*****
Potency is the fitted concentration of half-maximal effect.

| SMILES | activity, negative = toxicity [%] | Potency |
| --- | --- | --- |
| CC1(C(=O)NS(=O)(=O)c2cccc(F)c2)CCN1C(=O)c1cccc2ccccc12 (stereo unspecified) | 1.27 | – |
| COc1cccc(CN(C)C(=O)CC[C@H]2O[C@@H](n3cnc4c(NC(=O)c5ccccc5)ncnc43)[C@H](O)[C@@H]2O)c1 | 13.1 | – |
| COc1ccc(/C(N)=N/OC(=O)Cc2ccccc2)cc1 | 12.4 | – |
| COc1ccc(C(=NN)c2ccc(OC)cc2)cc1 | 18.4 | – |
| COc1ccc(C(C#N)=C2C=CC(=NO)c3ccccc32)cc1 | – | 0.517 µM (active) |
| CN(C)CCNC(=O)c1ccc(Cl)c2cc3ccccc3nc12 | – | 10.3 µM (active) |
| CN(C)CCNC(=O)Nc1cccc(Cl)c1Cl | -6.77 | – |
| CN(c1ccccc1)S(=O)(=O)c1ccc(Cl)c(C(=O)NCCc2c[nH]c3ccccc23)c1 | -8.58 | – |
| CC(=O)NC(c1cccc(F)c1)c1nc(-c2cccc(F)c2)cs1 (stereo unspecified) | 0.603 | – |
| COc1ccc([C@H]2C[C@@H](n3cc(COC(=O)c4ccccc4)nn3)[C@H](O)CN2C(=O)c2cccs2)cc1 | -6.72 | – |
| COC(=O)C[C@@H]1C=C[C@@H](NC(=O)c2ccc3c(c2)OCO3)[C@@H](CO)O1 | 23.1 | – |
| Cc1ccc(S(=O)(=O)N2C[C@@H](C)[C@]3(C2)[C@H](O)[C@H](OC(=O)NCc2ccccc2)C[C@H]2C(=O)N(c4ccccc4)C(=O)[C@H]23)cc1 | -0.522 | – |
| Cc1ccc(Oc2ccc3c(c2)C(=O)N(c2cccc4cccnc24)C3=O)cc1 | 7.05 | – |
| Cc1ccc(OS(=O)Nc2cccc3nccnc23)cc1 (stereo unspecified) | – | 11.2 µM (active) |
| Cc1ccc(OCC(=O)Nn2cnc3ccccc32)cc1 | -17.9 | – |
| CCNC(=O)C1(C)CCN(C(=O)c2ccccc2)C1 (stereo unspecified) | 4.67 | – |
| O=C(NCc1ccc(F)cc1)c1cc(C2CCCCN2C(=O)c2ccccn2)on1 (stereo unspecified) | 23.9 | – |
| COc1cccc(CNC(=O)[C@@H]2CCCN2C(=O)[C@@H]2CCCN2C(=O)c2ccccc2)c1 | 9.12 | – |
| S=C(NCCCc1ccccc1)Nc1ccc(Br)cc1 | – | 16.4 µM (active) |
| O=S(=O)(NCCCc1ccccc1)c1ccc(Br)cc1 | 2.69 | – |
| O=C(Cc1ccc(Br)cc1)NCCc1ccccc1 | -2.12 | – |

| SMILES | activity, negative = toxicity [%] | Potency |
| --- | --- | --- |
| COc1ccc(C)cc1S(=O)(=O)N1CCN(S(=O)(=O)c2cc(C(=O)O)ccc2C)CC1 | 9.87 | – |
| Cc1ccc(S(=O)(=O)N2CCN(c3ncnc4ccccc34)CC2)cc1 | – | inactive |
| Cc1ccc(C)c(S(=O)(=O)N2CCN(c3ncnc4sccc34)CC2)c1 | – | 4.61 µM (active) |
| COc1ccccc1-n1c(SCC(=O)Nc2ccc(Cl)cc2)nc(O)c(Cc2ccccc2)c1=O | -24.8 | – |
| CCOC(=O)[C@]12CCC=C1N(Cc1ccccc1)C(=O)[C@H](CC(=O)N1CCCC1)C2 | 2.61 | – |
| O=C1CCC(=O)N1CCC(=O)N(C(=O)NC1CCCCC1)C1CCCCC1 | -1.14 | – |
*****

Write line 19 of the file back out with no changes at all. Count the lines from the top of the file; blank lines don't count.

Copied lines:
| CCNC(=O)C1(C)CCN(C(=O)c2ccccc2)C1 (stereo unspecified) | 4.67 | – |